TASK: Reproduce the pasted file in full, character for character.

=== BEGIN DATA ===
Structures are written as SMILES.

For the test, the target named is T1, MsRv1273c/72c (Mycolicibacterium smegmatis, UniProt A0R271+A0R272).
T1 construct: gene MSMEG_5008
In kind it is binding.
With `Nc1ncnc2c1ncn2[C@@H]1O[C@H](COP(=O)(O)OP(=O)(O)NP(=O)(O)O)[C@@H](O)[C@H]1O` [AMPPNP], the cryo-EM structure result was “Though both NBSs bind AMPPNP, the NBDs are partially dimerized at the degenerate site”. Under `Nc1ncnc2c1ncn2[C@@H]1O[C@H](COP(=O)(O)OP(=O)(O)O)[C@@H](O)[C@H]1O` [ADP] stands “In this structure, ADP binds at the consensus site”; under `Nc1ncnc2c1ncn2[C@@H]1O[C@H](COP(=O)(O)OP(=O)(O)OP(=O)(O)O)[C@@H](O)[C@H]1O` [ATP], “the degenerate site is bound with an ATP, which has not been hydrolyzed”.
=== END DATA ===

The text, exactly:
Structures are written as SMILES.

For the test, the target named is T1, MsRv1273c/72c (Mycolicibacterium smegmatis, UniProt A0R271+A0R272).
T1 construct: gene MSMEG_5008
In kind it is binding.
With `Nc1ncnc2c1ncn2[C@@H]1O[C@H](COP(=O)(O)OP(=O)(O)NP(=O)(O)O)[C@@H](O)[C@H]1O` [AMPPNP], the cryo-EM structure result was “Though both NBSs bind AMPPNP, the NBDs are partially dimerized at the degenerate site”. Under `Nc1ncnc2c1ncn2[C@@H]1O[C@H](COP(=O)(O)OP(=O)(O)O)[C@@H](O)[C@H]1O` [ADP] stands “In this structure, ADP binds at the consensus site”; under `Nc1ncnc2c1ncn2[C@@H]1O[C@H](COP(=O)(O)OP(=O)(O)OP(=O)(O)O)[C@@H](O)[C@H]1O` [ATP], “the degenerate site is bound with an ATP, which has not been hydrolyzed”.